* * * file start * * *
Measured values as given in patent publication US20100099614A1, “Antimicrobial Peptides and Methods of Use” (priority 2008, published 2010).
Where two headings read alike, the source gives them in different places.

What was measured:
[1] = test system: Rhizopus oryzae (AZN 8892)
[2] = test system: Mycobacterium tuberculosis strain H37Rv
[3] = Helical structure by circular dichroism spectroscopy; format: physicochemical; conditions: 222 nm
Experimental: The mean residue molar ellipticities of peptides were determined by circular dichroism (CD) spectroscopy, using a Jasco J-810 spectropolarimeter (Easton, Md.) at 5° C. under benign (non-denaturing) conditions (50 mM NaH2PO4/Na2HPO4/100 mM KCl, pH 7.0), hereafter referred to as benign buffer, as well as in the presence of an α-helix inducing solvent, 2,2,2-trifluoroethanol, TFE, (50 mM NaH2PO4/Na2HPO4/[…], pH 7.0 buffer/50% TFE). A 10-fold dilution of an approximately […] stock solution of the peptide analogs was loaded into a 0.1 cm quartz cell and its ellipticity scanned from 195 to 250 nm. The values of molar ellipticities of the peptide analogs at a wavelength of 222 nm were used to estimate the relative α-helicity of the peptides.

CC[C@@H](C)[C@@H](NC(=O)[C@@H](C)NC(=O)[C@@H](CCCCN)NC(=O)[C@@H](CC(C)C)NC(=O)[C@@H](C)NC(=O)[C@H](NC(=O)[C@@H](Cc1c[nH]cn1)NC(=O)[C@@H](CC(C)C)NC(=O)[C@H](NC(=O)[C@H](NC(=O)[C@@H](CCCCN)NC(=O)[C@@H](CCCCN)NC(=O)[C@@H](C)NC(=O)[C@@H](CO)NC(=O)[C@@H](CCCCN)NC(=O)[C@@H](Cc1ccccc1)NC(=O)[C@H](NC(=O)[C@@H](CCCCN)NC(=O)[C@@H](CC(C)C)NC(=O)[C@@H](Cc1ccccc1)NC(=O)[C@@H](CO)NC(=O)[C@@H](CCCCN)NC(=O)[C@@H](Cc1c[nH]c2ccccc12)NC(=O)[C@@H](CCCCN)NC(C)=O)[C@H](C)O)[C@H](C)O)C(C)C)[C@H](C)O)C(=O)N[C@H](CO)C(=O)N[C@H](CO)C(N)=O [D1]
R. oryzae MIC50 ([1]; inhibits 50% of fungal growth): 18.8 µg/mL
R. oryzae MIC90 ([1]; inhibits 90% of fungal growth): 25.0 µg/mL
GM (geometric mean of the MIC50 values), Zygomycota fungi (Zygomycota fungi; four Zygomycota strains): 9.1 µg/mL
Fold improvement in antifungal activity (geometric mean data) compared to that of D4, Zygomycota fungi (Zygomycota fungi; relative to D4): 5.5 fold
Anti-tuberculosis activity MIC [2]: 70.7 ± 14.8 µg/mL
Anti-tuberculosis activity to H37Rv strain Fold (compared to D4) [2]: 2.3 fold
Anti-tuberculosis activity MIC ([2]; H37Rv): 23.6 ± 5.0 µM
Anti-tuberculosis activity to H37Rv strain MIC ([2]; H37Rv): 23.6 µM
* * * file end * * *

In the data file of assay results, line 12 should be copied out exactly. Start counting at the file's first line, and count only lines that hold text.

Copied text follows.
Fold improvement in antifungal activity (geometric mean data) compared to that of D4, Zygomycota fungi (Zygomycota fungi; relative to D4): 5.5 fold